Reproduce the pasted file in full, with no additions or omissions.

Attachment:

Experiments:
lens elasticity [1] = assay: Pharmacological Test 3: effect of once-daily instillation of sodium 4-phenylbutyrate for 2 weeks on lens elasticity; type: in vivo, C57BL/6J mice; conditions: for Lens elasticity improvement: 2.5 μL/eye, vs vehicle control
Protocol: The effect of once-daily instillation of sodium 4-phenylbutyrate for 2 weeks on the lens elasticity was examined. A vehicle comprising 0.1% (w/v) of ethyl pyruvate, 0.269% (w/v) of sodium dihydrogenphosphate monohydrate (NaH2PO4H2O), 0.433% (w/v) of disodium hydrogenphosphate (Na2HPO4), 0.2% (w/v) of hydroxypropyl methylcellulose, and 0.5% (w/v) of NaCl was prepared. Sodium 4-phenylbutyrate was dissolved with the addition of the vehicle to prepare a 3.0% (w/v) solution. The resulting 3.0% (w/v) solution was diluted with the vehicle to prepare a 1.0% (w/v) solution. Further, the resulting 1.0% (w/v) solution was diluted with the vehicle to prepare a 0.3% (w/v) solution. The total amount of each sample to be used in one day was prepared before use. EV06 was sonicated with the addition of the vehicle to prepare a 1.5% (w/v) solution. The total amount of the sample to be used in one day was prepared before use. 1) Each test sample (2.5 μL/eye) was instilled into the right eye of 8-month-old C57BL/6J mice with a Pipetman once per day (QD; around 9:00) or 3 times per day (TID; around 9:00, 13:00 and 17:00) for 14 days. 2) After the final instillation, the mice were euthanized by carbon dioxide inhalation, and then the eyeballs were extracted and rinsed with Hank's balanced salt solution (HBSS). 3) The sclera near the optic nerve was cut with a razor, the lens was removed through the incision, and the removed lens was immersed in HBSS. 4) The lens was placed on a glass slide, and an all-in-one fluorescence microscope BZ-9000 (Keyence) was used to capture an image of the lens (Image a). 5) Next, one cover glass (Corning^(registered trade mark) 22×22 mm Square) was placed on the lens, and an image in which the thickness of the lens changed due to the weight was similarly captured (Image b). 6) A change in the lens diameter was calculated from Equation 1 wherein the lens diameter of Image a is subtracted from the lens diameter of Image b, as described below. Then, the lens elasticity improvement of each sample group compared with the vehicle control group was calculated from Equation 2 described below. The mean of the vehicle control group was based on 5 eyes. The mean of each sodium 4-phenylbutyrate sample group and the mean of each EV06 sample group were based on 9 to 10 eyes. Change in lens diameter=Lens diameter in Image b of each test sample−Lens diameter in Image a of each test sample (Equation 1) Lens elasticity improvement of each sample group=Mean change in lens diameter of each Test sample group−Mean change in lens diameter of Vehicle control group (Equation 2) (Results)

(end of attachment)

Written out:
Experiments:
lens elasticity [1] = assay: Pharmacological Test 3: effect of once-daily instillation of sodium 4-phenylbutyrate for 2 weeks on lens elasticity; type: in vivo, C57BL/6J mice; conditions: for Lens elasticity improvement: 2.5 μL/eye, vs vehicle control
Protocol: The effect of once-daily instillation of sodium 4-phenylbutyrate for 2 weeks on the lens elasticity was examined. A vehicle comprising 0.1% (w/v) of ethyl pyruvate, 0.269% (w/v) of sodium dihydrogenphosphate monohydrate (NaH2PO4H2O), 0.433% (w/v) of disodium hydrogenphosphate (Na2HPO4), 0.2% (w/v) of hydroxypropyl methylcellulose, and 0.5% (w/v) of NaCl was prepared. Sodium 4-phenylbutyrate was dissolved with the addition of the vehicle to prepare a 3.0% (w/v) solution. The resulting 3.0% (w/v) solution was diluted with the vehicle to prepare a 1.0% (w/v) solution. Further, the resulting 1.0% (w/v) solution was diluted with the vehicle to prepare a 0.3% (w/v) solution. The total amount of each sample to be used in one day was prepared before use. EV06 was sonicated with the addition of the vehicle to prepare a 1.5% (w/v) solution. The total amount of the sample to be used in one day was prepared before use. 1) Each test sample (2.5 μL/eye) was instilled into the right eye of 8-month-old C57BL/6J mice with a Pipetman once per day (QD; around 9:00) or 3 times per day (TID; around 9:00, 13:00 and 17:00) for 14 days. 2) After the final instillation, the mice were euthanized by carbon dioxide inhalation, and then the eyeballs were extracted and rinsed with Hank's balanced salt solution (HBSS). 3) The sclera near the optic nerve was cut with a razor, the lens was removed through the incision, and the removed lens was immersed in HBSS. 4) The lens was placed on a glass slide, and an all-in-one fluorescence microscope BZ-9000 (Keyence) was used to capture an image of the lens (Image a). 5) Next, one cover glass (Corning^(registered trade mark) 22×22 mm Square) was placed on the lens, and an image in which the thickness of the lens changed due to the weight was similarly captured (Image b). 6) A change in the lens diameter was calculated from Equation 1 wherein the lens diameter of Image a is subtracted from the lens diameter of Image b, as described below. Then, the lens elasticity improvement of each sample group compared with the vehicle control group was calculated from Equation 2 described below. The mean of the vehicle control group was based on 5 eyes. The mean of each sodium 4-phenylbutyrate sample group and the mean of each EV06 sample group were based on 9 to 10 eyes. Change in lens diameter=Lens diameter in Image b of each test sample−Lens diameter in Image a of each test sample (Equation 1) Lens elasticity improvement of each sample group=Mean change in lens diameter of each Test sample group−Mean change in lens diameter of Vehicle control group (Equation 2) (Results)